In depth


Communication and armed conflicts

Pablo Aguiar
ICIP expert
Xavier Alcalde
ICIP expert
Cèlia Cernadas
ICIP collaborator
Pablo Aguiar, Xavier Alcalde i Cèlia Cernadas

Pablo Aguiar, Xavier Alcalde i Cèlia Cernadas

In the modern world, the media play a vital role. So much so, that it seems that what does not appear in the media does not exist, and that our worldview is highly conditioned by what the media shows us. They are often our only source of information. In the area of armed conflicts, this is most apparent ... and most unfair. It is for this reason that we decided that the relationship between the media and armed conflicts required an in-depth analysis.

Why do some conflicts never appear in the media? Why do some appear in the headlines for a while, before languishing on the inside pages and eventually disappearing? Recently, we witnessed the approval of the use of force by the United Nations in two very different situations almost simultaneously (Libya and the Ivory Coast), which have received very different media coverage. What are the criteria that the media use when covering some conflicts while "forgetting" others? What are the factors that determine whether a conflict is news? Those are some of the questions that Professor Xavier Giro attempts to answer in his article Strategic interests, journalistic battles and skirmishes.

Another aspect that we felt was important to cover first person narratives of journalism in armed conflicts. The difficult task of explaining the situation is even more complicated in a context of war, and even more so when the recession and restructuring of companies requires many professional journalists to work on a freelance basis. The political scientist and journalist Alberto Arce tells us from Misrata in Libya about the problems inherent in journalism arising in (and as a result of) the conflict in his article Journalism in conflict. Time, place and circumstances. It looks at the traditional role of the war correspondent from a twenty-first century perspective.

As mentioned above, the media shape reality, and portray it for us. It now seems clear that they are biased towards sensationalism and warmongering. However, would it be possible to produce another kind of journalism - A journalism that was based on the positive impact on the situation in terms of peace? That is the cornerstone of Corresponsales de Paz. One of its founders, Cristina Ávila, sets out a vision far removed from the status quo and is at the same time committed to her profession in her article Is it possible to shape a different world through journalism?.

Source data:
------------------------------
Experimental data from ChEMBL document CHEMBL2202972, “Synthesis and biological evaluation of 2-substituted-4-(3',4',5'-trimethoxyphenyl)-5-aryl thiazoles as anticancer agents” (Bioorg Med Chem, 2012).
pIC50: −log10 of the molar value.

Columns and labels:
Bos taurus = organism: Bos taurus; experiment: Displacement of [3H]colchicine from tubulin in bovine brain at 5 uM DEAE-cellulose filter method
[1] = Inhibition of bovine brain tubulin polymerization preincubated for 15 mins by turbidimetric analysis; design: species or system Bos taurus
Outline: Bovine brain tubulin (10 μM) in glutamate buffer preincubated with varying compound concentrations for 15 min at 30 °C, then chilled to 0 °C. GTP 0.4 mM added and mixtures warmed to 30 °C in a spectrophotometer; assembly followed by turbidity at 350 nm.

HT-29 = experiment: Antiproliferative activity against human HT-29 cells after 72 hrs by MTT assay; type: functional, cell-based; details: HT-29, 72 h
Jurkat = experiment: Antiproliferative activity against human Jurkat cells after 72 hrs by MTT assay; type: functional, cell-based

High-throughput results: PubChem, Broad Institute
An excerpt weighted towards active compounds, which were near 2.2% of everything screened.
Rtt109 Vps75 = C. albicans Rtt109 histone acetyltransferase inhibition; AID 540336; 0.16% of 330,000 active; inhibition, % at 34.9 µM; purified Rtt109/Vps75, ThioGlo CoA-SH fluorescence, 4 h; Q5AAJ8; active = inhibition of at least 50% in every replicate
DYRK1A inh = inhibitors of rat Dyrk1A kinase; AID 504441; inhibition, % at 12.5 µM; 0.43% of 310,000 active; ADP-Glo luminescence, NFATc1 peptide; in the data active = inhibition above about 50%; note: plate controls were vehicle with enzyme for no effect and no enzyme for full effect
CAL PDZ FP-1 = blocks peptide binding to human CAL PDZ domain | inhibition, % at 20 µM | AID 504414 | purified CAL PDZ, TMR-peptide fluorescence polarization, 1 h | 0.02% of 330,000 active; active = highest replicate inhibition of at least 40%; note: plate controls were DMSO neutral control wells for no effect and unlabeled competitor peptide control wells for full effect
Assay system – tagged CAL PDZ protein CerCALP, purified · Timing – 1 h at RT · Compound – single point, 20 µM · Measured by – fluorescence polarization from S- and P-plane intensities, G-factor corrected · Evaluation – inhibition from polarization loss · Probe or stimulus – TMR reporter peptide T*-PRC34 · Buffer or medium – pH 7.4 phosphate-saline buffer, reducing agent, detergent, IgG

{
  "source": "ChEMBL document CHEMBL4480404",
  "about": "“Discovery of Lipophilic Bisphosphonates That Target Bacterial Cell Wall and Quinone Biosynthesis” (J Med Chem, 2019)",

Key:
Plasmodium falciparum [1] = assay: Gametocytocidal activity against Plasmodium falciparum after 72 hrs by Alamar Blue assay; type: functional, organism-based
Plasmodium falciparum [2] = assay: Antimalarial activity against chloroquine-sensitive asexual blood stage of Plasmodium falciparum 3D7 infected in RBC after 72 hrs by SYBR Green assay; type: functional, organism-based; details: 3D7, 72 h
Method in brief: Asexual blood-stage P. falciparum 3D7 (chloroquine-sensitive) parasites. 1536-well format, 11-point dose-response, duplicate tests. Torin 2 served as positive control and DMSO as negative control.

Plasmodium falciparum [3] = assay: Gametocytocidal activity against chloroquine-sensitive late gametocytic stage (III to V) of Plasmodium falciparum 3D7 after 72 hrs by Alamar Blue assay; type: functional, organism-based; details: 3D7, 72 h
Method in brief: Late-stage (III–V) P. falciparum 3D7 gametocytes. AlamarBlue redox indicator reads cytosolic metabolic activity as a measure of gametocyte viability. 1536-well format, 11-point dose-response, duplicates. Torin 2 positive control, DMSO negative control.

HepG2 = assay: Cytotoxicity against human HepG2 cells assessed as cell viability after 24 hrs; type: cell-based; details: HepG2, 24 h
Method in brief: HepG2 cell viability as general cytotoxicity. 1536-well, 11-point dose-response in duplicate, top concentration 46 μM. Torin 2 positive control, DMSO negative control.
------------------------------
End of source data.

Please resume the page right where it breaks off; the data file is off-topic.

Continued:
The last two articles in the special feature cover issues relating to communication apart from journalism. First, focusing directly on the NGO sector, Montse Santolino looks at the relationship between the organised movement and communication of peace in her article What communication for peace do Catalan NGOs engage in?. This is the cornerstone of the pioneering study by a group of researchers at the Universitat Autònoma de Barcelona which we present here.

Second, we felt that a special feature on communication and conflict needed to make an effort to analyse the new forms of communication and their impact on the classic role of activist. Indeed, this was one of the areas that the ICIP wishes to use as a distinguishing feature and it was therefore essential to allocate an article to it. The journalist and cyberactivism expert Jodri de Miguel assesses the use and potential of social networks for social transformation, which recommending a search for balance between immediacy and reflection, in his article Cyberactivism for peace: between urgency and reflection.

Finally, if there was a worldwide survey about which journalists are the most committed to revealing the horrors of war, there is no doubt that Gervasio Sanchez would be included in many of the answers. The internationally renowned photo-journalist has just presented his Desapareguts [Missing] exhibition in Barcelona and is the subject of this issue's interview feature.

The magazine also contains opinion pieces by Marina Caireta on education for peace and listening, a reflection on the assassination of Osama Bin Laden by Pablo Aguiar, and the regular sections Finding out more, Recommended reading, ICIP news and international news.

Happy reading!